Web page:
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C2004-17

Dear Christopher Cat

We found a kitten who staggers like he’s drunk. When he turns suddenly, he falls. The veterinarian diagnosed cerebellar hypoplasia and said there’s no treatment.

Monroe seems happy, but a friend thinks we should put him to sleep. Would you tell us more about cerebellar hypoplasia and give us your opinion about euthanasia in this situation.

Christopher Responds

Euthanize everyone who walks funny? Heavens, no! My feline brother Dougie walks a little funny too, but he and I are best friends, and I couldn’t imagine life without him.

It’s likely that when Monroe was in his mother’s womb, his developing brain was exposed to the panleukopenia virus. His mom was probably a feral cat and not vaccinated for panleukopenia.

The virus inhibited the growth of part of his brain, the cerebellum. “Hypo” means under, and “plasia” means formed (as in the word plastic), so the term cerebellar hypoplasia means his cerebellum is undersized.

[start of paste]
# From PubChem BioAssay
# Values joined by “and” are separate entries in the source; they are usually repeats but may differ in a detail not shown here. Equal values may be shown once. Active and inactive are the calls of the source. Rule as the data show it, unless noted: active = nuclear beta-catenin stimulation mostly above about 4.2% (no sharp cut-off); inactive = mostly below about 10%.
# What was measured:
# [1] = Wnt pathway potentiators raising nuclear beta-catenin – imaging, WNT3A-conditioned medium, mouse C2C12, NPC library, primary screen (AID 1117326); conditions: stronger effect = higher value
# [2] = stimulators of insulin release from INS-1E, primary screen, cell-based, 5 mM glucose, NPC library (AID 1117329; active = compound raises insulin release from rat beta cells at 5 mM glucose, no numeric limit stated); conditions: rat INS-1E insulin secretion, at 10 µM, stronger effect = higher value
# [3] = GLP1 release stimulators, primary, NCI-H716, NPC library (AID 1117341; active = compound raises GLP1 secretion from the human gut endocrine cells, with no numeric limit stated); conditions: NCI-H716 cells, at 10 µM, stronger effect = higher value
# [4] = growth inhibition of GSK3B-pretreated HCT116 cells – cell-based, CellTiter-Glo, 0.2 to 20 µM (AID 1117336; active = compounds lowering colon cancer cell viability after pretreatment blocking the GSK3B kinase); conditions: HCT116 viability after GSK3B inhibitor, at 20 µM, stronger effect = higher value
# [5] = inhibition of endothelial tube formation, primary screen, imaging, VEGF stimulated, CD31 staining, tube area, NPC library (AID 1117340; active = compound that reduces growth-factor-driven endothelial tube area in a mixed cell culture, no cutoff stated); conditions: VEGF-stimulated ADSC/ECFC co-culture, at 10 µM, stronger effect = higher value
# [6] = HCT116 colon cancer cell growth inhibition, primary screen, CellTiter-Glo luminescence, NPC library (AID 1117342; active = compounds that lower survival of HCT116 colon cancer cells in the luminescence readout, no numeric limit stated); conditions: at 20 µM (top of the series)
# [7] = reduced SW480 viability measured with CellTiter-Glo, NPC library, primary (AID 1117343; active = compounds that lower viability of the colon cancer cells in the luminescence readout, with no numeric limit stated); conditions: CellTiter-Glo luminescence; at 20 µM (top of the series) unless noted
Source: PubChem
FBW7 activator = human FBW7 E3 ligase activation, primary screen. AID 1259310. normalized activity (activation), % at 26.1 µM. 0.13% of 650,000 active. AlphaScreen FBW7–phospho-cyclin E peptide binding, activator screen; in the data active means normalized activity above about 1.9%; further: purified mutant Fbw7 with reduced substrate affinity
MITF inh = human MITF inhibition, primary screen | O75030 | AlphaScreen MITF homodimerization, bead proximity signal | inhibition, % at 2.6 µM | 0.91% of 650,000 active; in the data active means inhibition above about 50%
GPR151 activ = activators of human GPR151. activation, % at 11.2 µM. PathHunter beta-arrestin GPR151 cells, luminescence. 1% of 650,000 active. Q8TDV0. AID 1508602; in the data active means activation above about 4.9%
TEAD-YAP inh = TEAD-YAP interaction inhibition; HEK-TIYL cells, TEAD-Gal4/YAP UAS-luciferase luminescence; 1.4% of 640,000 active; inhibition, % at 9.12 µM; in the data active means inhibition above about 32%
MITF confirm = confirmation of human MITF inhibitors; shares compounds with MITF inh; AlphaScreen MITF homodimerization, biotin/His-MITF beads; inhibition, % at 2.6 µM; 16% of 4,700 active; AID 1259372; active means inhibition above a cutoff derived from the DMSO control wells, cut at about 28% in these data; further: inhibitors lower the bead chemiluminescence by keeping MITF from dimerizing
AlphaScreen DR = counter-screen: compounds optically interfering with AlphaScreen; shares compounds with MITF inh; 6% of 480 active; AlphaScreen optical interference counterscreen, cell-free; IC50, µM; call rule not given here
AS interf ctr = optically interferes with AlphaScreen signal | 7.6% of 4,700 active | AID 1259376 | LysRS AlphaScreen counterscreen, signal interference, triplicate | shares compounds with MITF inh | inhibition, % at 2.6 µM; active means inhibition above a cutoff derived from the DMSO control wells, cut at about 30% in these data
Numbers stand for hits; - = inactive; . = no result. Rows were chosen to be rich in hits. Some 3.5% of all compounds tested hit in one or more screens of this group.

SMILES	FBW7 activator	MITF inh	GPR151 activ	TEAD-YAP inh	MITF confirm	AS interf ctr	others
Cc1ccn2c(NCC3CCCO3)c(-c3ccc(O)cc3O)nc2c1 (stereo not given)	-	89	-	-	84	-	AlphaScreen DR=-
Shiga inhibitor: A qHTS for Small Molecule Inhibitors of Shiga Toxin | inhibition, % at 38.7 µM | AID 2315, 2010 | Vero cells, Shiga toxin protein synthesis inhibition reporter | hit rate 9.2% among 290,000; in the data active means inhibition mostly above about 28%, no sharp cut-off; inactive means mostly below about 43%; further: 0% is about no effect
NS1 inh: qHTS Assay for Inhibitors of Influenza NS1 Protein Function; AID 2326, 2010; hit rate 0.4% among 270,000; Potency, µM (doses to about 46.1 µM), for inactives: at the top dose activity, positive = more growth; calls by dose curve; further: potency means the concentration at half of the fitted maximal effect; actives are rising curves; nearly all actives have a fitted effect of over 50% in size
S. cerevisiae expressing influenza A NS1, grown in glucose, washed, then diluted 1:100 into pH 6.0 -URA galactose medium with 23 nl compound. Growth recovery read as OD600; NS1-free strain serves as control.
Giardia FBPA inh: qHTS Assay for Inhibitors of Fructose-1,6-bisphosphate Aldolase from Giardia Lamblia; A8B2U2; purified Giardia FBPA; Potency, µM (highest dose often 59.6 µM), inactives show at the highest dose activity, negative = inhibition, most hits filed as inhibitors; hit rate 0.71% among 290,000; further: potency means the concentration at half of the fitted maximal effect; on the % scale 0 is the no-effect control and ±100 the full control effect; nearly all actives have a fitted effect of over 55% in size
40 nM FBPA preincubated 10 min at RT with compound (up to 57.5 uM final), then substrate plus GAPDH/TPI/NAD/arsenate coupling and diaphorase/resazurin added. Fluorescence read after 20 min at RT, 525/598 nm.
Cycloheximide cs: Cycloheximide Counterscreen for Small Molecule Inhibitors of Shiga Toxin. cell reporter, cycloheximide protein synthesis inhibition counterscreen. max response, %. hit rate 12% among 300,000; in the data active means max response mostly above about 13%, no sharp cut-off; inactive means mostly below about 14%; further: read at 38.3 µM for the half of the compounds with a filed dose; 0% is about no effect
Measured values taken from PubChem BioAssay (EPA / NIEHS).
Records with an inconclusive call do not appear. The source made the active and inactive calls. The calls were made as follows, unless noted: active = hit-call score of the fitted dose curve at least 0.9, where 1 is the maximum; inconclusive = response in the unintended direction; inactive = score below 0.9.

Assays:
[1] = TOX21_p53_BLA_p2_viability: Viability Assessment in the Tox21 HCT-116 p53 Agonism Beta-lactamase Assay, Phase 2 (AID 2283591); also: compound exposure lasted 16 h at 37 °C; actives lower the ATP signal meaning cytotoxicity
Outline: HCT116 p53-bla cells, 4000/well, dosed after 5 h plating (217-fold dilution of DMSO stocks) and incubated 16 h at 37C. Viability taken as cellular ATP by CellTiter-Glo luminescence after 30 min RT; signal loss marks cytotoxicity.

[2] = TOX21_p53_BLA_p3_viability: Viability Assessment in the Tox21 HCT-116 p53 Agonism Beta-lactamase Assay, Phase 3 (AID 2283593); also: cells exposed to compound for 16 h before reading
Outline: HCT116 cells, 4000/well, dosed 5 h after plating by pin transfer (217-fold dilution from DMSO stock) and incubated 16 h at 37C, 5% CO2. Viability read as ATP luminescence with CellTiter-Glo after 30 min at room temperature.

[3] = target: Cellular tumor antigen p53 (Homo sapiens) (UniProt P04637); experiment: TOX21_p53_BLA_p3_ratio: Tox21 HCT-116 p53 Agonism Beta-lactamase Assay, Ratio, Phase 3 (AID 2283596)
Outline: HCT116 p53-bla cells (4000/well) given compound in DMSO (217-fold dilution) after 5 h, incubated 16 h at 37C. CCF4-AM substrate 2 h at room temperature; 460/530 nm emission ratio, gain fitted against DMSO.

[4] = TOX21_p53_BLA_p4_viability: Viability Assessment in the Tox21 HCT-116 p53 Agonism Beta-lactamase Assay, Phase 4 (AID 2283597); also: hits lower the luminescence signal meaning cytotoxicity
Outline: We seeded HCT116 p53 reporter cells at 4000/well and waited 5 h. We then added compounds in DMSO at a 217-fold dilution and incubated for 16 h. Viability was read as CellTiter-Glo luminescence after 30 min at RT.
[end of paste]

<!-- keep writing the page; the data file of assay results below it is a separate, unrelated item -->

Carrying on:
Most cats with cerebellar hypoplasia are uncoordinated. They sway, take large steps and fall easily, especially when they turn. Some have muscle tremors.

Signs are present at birth and do not worsen over time. Some cats even improve a bit as they learn how to compensate for the disability.

Surprisingly, even though the disorder is caused by in utero viral exposure, not all kittens in a litter are affected.

As your veterinarian said, there is no treatment. However, it’s important that Monroe live indoors, because he would be easy prey to a predator outside.

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